News / Asia

Report Details Dire State of North Korea's Health Care System

A new report on the state of health care in North Korea says the sick are inadequately treated because hospitals are barely functioning. The report also blames widespread malnutrition for outbreaks of disease.

Amnesty International paints a dire portrait of North Korea's health system in its new report, released Thursday. The rights group contends the state fails to provide even the most basic health and survival needs for its people.

"Supplies, such as syringes are used and re-used, sometimes with very little care for hygiene," said Norma Kang Muico, an Amnesty International researcher. "And there's such a shortage of medicines that surgeries are often performed without the aid of anesthesia or not enough anesthesia to control the pain."

North Korea: Looking Inside

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The organization says its information comes from health professionals who work in the reclusive country and 40 North Koreans now living abroad. The interviewees reported malnutrition has caused chronic health problems, with the hungry resorting to eating grass, roots and tree bark. The report also says that tuberculosis has made a comeback in the country.

North Korea's government says health care is free. But the Amnesty International report says in reality citizens have been paying for medical tests and surgeries since the 1990's. Doctors expect to receive cigarettes, alcohol or food for consultations.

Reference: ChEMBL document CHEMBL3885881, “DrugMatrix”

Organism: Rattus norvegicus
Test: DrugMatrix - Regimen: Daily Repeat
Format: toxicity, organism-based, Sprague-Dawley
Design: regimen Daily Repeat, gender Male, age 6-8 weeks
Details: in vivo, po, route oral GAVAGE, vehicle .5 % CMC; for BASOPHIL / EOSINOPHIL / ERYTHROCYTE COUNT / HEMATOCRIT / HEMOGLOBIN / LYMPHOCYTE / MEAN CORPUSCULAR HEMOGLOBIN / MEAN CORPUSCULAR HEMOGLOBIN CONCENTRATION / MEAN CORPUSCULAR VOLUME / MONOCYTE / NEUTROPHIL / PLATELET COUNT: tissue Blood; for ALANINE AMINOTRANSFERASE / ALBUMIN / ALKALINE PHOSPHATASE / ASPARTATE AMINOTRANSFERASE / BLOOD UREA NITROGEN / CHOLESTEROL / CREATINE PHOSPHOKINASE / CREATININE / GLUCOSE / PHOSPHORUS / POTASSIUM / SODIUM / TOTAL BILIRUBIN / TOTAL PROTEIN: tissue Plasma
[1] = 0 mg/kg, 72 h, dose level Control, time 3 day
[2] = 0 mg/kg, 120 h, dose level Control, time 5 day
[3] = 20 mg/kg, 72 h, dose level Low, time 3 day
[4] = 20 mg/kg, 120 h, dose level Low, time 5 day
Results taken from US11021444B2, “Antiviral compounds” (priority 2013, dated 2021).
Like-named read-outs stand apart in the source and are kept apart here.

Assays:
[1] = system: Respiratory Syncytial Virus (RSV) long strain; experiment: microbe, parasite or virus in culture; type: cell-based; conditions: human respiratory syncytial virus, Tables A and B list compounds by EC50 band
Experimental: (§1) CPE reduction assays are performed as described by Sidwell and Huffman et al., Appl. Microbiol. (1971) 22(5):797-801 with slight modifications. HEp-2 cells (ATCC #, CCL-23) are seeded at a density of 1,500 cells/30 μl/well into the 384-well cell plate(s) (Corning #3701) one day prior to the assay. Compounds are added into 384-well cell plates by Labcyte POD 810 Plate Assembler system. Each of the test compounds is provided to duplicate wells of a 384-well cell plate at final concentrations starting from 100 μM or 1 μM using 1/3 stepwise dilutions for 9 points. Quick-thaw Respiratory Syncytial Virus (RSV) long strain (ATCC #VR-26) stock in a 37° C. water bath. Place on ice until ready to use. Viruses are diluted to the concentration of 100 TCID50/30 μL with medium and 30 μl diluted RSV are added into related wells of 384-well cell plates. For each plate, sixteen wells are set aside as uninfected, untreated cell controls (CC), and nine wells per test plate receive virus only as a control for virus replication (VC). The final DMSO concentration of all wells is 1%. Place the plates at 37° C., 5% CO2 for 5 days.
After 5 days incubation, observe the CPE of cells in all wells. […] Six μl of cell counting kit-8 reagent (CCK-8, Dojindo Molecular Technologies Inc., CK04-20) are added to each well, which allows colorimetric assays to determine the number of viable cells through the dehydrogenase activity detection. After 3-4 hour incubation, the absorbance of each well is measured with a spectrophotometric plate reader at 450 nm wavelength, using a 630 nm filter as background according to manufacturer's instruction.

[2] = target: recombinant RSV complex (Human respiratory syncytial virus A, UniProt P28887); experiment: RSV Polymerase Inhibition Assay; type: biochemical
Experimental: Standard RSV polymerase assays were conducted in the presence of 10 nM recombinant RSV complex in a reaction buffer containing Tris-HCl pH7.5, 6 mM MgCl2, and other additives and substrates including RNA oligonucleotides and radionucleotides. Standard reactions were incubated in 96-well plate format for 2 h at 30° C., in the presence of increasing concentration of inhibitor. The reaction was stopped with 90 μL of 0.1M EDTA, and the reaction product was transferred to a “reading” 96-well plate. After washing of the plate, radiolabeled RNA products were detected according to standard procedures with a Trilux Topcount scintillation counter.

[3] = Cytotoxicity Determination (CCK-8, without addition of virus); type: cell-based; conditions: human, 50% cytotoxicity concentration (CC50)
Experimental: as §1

The World Health Organization says North Korea spends the least on health care compared with any other country - less than one dollar per person annually.

The communist North Korean government controls most aspects of the economy. But a combination of mismanagement, natural disasters and the loss of support from former communist states has pushed the economy to near collapse. Pyongyang has relied on foreign aid for more than a decade to feed its people.

Amnesty International says the grave situation in North Korea means it is crucial that donor countries not make aid decisions based on political considerations. The group contends that for North Korea's public health infrastructure to improve it will need substantially greater international assistance.

Amnesty International researcher Muico acknowledges that many donors worry that their contributions to North Korea do not reach those most in need.

"The better and more effective way to address this concern is not to refuse [to give] humanitarian aid but to give to the relevant U.N. agencies and other humanitarian organizations working on the ground and to support them in their efforts to gain greater access and to obtain more robust monitoring of the delivery of the aid," she said.

The organization says under North Korea's international commitments, it is required to provide adequate food and health care to its population and to seek outside assistance if it cannot meet those needs on its own.

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